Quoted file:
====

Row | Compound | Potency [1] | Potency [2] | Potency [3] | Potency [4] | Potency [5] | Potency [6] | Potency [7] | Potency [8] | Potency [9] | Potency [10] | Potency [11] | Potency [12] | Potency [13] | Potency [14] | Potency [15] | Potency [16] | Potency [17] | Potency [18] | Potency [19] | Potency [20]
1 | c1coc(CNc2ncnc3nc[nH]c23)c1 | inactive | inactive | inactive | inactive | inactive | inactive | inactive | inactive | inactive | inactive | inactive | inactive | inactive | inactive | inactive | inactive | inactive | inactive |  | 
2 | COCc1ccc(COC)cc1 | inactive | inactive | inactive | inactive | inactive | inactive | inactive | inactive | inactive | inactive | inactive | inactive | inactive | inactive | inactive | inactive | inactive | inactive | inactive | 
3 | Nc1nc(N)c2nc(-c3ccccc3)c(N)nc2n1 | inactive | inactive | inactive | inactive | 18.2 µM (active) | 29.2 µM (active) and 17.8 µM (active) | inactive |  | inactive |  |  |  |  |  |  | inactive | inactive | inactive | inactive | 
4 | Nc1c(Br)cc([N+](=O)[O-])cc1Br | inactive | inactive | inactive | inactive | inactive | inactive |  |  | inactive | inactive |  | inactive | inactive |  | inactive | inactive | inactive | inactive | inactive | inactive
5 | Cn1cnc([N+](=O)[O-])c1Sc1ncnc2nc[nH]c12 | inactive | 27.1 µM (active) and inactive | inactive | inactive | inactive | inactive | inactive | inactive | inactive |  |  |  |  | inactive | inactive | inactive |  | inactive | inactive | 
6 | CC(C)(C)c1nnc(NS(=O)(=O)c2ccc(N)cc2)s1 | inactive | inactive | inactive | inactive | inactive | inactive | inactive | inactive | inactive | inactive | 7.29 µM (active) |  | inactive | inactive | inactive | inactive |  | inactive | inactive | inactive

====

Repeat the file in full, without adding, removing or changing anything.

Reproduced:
Row | Compound | Potency [1] | Potency [2] | Potency [3] | Potency [4] | Potency [5] | Potency [6] | Potency [7] | Potency [8] | Potency [9] | Potency [10] | Potency [11] | Potency [12] | Potency [13] | Potency [14] | Potency [15] | Potency [16] | Potency [17] | Potency [18] | Potency [19] | Potency [20]
1 | c1coc(CNc2ncnc3nc[nH]c23)c1 | inactive | inactive | inactive | inactive | inactive | inactive | inactive | inactive | inactive | inactive | inactive | inactive | inactive | inactive | inactive | inactive | inactive | inactive |  | 
2 | COCc1ccc(COC)cc1 | inactive | inactive | inactive | inactive | inactive | inactive | inactive | inactive | inactive | inactive | inactive | inactive | inactive | inactive | inactive | inactive | inactive | inactive | inactive | 
3 | Nc1nc(N)c2nc(-c3ccccc3)c(N)nc2n1 | inactive | inactive | inactive | inactive | 18.2 µM (active) | 29.2 µM (active) and 17.8 µM (active) | inactive |  | inactive |  |  |  |  |  |  | inactive | inactive | inactive | inactive | 
4 | Nc1c(Br)cc([N+](=O)[O-])cc1Br | inactive | inactive | inactive | inactive | inactive | inactive |  |  | inactive | inactive |  | inactive | inactive |  | inactive | inactive | inactive | inactive | inactive | inactive
5 | Cn1cnc([N+](=O)[O-])c1Sc1ncnc2nc[nH]c12 | inactive | 27.1 µM (active) and inactive | inactive | inactive | inactive | inactive | inactive | inactive | inactive |  |  |  |  | inactive | inactive | inactive |  | inactive | inactive | 
6 | CC(C)(C)c1nnc(NS(=O)(=O)c2ccc(N)cc2)s1 | inactive | inactive | inactive | inactive | inactive | inactive | inactive | inactive | inactive | inactive | 7.29 µM (active) |  | inactive | inactive | inactive | inactive |  | inactive | inactive | inactive